By Aiman Reyaz, New Age Islam
26 September, 2014
Al-Farabi, more fully Abu-Nasr Muhammad al-Farabi, known in Latin as Alfarabius or Avennasar, was one of the greatest Muslim philosophers. He was widely known as “the second master,” Aristotle being the first, and Ab-Ar-Rahman ibn-Khaldun rates him above Avicenna and Averroes. A philosopher, logician and musician, he was also a major political scientist.
There is a general agreement that he may have come to Baghdad with his father, who belonged to the Turkish bodyguard of the Caliph. He did not belong to the society of the court nor was he a member of the secretariat class. He studied Islamic jurisprudence and music in Bukhara then moved to Marv, where he began to study logic with a Nestorian Christian monk, Yuhanna Ibn Hayln. While in his early 20s, Al-Farabi went to Baghdad and continued to study logic and philosophy with Hayln. Other sources say that, instead of studying with him, Farabi was taught by Yuhanna Ibn Hayln.
Farabi is indeed a difficult author, and it is not safe to be dogmatic when attempting to interpret the details of his system. In the main body of his teachings he belongs to the so-called ‘school of philosophers’ i.e., to the school which represented the Neo-Platonic tradition at the time. Al-Farabi’s philosophy is based on the teachings of Plato and Aristotle as they were interpreted in the school of Baghdad in the tenth century. Like all writers in Arabic he assumed there were no essential differences between the two, but he preferred the metaphysics of Aristotle, as interpreted by Neo-Platonist.
He uses a Neo-platonic emanationist theory crafted within the structure of Ptolemaic cosmology to account for God’s power of creation. However, God, or the First Being (al-Awwal), does not, like “the One” of the ancient philosopher Plotinus (d. 270 C.E.), utterly transcend being and thought. Rather, it is conceived largely along the lines of Aristotle’s Unmoved Mover, albeit with emanationist properties. Farabi’s First Being cleverly combines Neo-platonic metaphysics of emanation, Aristotle’s Unmoved Mover, and the Quranic conception of God. It is clever insofar as it attempts to fuse the absolute transcendence and unity (Tawhid) of God with a rational account of the world’s creation, albeit one at odds with the doctrine of creation from nothing (ex nihilo).
He was convinced that philosophy had come to an end everywhere else and that it had found a new home and a new life within the world of Islam. He believed that human reason is superior to religious faith, and hence assigned only a secondary place to the different revealed religions which provide, in his view, an approach to truth for non-philosophers through symbols. Philosophical truth is universally valid whereas these symbols vary from nation to nation; they are the work of philosopher-prophets, of whom Muhammad was one.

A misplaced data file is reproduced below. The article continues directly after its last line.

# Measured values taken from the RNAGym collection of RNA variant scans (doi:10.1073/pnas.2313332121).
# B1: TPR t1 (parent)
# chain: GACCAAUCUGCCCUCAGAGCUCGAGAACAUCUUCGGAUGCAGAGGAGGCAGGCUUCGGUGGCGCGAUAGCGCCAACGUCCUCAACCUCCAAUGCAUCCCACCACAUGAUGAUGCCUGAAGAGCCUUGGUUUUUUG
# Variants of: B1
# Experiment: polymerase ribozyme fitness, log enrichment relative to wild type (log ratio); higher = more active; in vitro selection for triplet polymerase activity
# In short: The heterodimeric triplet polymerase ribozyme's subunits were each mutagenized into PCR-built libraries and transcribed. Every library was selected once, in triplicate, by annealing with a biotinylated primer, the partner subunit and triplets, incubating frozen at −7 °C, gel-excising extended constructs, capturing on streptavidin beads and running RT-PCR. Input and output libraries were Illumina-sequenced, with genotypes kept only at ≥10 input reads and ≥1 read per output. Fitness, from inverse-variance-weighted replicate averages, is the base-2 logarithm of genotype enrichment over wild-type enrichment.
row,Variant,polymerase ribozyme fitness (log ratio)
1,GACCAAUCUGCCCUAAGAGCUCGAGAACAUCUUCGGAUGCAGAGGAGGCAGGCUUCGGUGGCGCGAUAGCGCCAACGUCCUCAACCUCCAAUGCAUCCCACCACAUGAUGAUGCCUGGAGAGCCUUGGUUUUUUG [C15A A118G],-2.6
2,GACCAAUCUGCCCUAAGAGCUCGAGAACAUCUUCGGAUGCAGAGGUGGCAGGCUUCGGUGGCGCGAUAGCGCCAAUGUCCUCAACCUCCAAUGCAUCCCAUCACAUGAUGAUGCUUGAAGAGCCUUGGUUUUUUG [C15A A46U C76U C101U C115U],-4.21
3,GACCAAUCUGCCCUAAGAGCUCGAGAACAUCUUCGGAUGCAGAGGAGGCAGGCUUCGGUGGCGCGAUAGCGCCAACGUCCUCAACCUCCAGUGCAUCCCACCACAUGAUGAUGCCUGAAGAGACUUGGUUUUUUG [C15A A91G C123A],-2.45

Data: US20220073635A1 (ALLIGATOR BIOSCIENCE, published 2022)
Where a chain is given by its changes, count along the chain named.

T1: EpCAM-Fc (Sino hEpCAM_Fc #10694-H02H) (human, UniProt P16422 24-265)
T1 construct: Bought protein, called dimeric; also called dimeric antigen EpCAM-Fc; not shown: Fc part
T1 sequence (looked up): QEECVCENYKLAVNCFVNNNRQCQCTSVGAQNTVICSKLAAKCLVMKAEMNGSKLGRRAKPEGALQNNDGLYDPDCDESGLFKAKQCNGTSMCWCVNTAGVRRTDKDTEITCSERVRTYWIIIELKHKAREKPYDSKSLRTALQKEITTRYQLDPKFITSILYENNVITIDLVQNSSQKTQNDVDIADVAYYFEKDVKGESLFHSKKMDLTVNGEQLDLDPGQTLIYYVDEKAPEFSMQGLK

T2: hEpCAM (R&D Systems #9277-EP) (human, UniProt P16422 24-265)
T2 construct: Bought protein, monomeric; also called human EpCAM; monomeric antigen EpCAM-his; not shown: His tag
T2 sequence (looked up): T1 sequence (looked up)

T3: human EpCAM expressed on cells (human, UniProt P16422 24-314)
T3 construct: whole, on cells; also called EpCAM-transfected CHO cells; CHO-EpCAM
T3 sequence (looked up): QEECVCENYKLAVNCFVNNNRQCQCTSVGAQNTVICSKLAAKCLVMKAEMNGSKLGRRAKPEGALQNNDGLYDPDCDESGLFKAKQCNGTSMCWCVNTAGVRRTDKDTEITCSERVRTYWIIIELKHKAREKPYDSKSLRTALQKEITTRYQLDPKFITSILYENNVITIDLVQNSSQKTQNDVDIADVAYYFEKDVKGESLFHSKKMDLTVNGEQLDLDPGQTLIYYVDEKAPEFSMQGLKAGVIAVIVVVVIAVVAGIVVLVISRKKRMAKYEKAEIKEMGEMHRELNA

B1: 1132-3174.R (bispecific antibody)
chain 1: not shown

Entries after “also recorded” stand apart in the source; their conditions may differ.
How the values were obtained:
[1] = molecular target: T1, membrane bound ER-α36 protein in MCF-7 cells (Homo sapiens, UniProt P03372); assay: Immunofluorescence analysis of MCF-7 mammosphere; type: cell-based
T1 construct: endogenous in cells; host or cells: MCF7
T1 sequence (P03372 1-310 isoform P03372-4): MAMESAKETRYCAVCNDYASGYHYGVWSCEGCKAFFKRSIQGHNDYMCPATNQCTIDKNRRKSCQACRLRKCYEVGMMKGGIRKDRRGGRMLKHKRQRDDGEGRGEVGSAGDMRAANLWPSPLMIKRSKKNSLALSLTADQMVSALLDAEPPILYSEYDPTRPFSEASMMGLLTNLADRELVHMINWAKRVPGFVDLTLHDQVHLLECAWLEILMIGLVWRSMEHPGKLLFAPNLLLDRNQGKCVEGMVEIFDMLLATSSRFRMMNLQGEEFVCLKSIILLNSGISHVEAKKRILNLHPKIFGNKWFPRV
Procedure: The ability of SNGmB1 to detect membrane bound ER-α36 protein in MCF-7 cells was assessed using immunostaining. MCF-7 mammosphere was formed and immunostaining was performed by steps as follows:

For Al-Farabi, philosophy provides us with the highest form of knowledge or wisdom (Hikma). But philosophy must endeavour to be practical. Al-Farabi valued philosophy as the highest form of knowledge, owing in part to its reliance on “scientific demonstration,” whereas he confined theology to “imaginative representations,” resorting to the rational methods of rhetoric and dialectic. However rational such methods may be, they are not on par with the demonstrative method of philosophy. Moreover, the “acquired intellect” of the philosopher is a different medium from the “imaginative faculty” of the prophet, for prophetic revelations are the truths of philosophy put in understandable form for commoners.
Philosophy was the supreme exercise of human reason and therefore the primary requirement of an ideal city. By it, humanity came to know the one ultimate truth about the universe. To this ultimate philosophical truth the symbolic representations of it found in the several religions stand in varying degrees of proximity and remoteness.
His influence was wide and extended not only to major Islamic philosophers such as Ibn Sina who came after him, and to lesser mortals such as Yahya ibn ‘Adi, al-Sijistani, al-’Amiri and al-Tawhidi, but also to major thinkers of Christian medieval Europe including Thomas Aquinas.
1) Encyclopaedia of Islamic Philosophy, Volume 4; Impact Global Publishing- Pgs 975 to 984)
2) The Encyclopaedia of Islam, Edited by B.Lowis and J.Schacht; volume 2, Pgs 778-781)
3) Encyclopaedia of Islam ,by Juan E.Campo; pg 224
4) Medieval Islamic Civilization, Edited by Josef W.Meri; pg 247
5) Encyclopaedia of Philosophy, Edited by Donald M.Borchert; Pg 115
6) The Shorter Routledge Encyclopaedia of Philosophy, Edited by Edward Craig; pg 267